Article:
It seems like everyone is canning these days. It’s cool, it’s hip. Now, I’ve never madejelly,* or saved summer vegetables, but I do make pickles… not from cucumbers however, but from these guys:
It turns out that across the Americas, there’s this funny vegetable growing that kind of looks like a pear with a scary face on the bottom. In fact, it forms a staple in Costa Rica. But it has as many names as it has locales, e.g. vegetable pear, prickly pear, chayote squash, and in south Louisiana, mirliton, which is what I knew it by originally. My grandmother had a recipe she used to pickle them, and my mother occasionally breaks the recipe out. My dad and I are perhaps the bigger fans: both of us consider them superior to dill pickles, perhaps most of all because of their excellence in roast beef sandwiches. Mom claims to like the pickled onions best, but how can this be true? The pickles are very crisp, and have a sharp, strong, clean taste. Sometimes I cut them very small and use them in salads, leaving out most of the vinegar I would have put in the dressing. They work very well in salads with strawberries and goat cheese. It is also remarkably satisfying to give something you’ve canned as a gift. The best is when your upstairs neighbor also cans, and you can trade little mason jars.
Of things I have made, this is among the easier. No stewing required, just overnight soaking. (Full recipe at the bottom.) You can get them at your local bodega, or slightly larger grocery store. Whole Foods will have them too.
First you peel the things,
But watch out, because they can make your skin itself peel. I put the picture behind the link in case you don’t want to see my skin coming off. I should probably wear gloves next time. I’ve said this before.
Cut out the cores, which have a thicker texture, and chop them into your favorite pickle shape (I prefer long thin stips, as being the easiest to stay put in sandwiches). Slice up some onion and celery, as much as you want to have of pickled onion and celery, which is ultimately not that much, and put all of it together in water to soak overnight in the fridge.
The next day you drain them, dry them, and boil the jars and lids for a few minutes.
Then you put a red chili pepper in each jar, and then stuff as many pieces of miriliton, onion, and celery into the jars as possible. This last is quite difficult, because they always shrink, and sometimes you get a jar with so few pickles in it you feel a little gypped. So pack tightly. Here I’m using some purchased half-pint mason jars, which are good for gifts, since sometimes the recipient of homemade non-cucumber pickles looks like they may or may not have the courage to try them. The larger jars are old regular pickle jars, pasta sauce jars, which have been washed, washed, and washed again, and boiled a little extra to get their former smells out of them. (This is just me, because I am picky.) These we keep, or give to known m.pickle-lovers.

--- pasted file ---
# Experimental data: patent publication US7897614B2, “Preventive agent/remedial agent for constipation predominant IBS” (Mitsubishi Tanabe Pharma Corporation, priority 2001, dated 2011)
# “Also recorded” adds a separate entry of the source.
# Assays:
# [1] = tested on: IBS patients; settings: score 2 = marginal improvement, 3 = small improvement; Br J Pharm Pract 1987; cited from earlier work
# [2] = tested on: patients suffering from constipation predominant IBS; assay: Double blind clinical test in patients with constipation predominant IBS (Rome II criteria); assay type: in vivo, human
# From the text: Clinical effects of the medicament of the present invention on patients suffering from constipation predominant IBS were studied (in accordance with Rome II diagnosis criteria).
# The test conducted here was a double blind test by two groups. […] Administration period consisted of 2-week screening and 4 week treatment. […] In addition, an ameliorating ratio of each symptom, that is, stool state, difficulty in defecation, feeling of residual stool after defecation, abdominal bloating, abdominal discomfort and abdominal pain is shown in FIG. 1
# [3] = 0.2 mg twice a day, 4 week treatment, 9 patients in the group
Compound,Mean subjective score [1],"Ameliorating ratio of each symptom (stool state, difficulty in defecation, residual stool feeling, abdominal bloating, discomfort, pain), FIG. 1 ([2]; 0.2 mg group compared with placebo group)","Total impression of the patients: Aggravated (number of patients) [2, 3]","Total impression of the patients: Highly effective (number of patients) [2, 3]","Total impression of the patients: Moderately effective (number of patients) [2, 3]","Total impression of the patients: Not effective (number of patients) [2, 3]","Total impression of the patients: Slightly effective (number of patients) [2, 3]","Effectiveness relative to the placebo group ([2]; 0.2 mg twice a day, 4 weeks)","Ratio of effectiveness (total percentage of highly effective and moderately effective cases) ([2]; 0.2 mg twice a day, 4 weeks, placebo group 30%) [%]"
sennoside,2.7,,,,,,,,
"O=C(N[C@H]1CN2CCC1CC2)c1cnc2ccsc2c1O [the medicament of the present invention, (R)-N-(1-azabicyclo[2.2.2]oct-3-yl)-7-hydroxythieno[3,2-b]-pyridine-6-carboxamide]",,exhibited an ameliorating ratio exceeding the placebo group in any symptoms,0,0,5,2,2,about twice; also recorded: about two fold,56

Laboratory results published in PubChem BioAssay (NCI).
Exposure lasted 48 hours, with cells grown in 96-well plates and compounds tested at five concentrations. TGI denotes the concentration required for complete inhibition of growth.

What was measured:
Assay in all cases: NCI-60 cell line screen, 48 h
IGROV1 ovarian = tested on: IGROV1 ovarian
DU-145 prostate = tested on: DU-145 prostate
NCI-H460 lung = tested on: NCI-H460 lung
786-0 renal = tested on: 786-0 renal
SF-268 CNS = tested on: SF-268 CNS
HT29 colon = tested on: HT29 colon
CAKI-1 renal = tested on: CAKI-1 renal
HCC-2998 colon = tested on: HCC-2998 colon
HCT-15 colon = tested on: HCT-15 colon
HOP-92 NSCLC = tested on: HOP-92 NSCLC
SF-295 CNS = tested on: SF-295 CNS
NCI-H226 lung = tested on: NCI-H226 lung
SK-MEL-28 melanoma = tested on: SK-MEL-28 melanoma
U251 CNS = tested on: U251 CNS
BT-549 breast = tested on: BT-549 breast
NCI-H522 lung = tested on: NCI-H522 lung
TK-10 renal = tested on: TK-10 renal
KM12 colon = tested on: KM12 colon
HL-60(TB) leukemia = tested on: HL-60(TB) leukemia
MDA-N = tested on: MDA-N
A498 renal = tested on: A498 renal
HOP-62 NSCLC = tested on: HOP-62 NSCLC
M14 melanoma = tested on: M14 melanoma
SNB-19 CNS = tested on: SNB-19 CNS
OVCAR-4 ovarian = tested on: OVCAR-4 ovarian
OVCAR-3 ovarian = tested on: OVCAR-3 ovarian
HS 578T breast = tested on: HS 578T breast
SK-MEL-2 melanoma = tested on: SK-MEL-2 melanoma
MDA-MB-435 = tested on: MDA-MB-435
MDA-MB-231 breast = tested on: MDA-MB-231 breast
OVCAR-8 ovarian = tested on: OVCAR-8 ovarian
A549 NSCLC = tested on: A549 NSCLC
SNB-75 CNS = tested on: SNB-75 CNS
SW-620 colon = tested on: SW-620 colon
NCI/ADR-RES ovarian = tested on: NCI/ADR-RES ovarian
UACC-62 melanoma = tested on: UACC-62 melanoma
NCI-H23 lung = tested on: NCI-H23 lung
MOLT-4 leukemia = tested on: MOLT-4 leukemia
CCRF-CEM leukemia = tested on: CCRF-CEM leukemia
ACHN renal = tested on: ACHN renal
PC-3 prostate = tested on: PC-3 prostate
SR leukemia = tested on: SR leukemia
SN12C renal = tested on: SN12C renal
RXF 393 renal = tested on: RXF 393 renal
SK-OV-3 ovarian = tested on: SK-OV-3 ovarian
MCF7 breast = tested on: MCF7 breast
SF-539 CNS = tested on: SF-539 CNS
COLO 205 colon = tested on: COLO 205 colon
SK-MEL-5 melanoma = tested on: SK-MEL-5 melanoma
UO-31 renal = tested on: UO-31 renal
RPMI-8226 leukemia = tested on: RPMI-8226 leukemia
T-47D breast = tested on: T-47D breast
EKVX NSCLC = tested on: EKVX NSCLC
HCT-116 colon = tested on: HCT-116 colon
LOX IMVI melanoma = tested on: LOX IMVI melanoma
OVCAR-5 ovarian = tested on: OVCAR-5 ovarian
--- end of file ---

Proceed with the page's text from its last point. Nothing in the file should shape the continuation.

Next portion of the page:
Now the pickling liquid: vinegar, salt, and sugar/honey, which you boil all together till the salt and sugar are dissolved. I try to use more honey, since I prefer the taste and Hb is an anti-refinement/processing Nazi these days. Now, the original recipe calls for white vinegar, and this is what I usually use, but this time I branched out and added a little fancy sherry vinegar to some, a little white wine to others. You know, it just didn’t taste as good. It tasted more sweet, and I’ve never been fond of sweet pickles. No, white vinegar sounds crazy, but it totally works. I also tend to use far, far more of it than the recipe calls for, so you might want an extra quart or two around.
Lastly, you pour the hot liquid into the jars and close them up, and the lids seal themselves perfectly, on account of the heat.
They’re ready to eat pretty much after a day. With roast beef! Or just straight from the jar.
Here’s the recipe all at once as it comes to me from my mother via hers:
Mama’s Mirliton Pickles
Sterilize jars and lids in boiling water for five minutes.
Peel and slice 6 mirliton, 2 onions, and 3 stalks celery. Cover and soak overnight in cold water in refrigerator. Drain off liquid, then pat vegetables dry with paper towels.
Boil one quart white vinegar and 1 extra cup with 1/2 cup sugar and 1/4th cup salt. Remove from heat.
Pack jars with mirliton, celery, onion slices and one red hot pepper. Pour hot vinegar mixture to the fill line and place lids on top. Do not process. Cooling will create a vacuum and the lid will seal by itself!
*Ok, actually I did three years ago, and I had forgot about it, because it was such a failure. Cherry jelly failed to thicken. Something went wrong. Maybe next time.